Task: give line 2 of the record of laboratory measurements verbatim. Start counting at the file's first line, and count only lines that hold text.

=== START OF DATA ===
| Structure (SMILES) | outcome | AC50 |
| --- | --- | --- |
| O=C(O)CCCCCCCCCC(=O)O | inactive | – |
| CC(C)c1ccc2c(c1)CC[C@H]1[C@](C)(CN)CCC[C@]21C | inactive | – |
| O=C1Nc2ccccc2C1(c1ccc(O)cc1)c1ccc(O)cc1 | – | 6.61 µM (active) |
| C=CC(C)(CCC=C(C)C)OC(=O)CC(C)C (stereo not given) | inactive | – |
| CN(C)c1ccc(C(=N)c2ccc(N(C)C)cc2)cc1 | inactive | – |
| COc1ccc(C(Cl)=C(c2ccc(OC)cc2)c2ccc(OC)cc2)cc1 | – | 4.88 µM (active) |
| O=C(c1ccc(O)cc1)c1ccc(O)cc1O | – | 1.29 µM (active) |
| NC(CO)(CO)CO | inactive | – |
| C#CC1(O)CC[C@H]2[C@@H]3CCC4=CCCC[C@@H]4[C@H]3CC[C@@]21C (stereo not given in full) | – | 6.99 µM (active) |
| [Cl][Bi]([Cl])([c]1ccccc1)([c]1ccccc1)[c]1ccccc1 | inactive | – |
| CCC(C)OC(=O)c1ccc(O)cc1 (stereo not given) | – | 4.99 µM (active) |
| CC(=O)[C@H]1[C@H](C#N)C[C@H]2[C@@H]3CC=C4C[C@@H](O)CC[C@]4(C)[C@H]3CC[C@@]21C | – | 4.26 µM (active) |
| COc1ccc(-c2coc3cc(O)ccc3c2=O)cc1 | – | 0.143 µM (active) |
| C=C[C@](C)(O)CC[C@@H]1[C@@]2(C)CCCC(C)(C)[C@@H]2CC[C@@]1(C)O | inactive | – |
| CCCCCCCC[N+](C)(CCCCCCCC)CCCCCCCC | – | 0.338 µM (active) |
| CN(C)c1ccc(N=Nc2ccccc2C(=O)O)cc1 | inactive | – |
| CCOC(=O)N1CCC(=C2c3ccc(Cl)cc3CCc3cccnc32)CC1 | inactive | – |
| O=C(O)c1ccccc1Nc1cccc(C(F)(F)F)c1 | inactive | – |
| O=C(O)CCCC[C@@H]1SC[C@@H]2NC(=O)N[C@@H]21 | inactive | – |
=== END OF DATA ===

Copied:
| --- | --- | --- |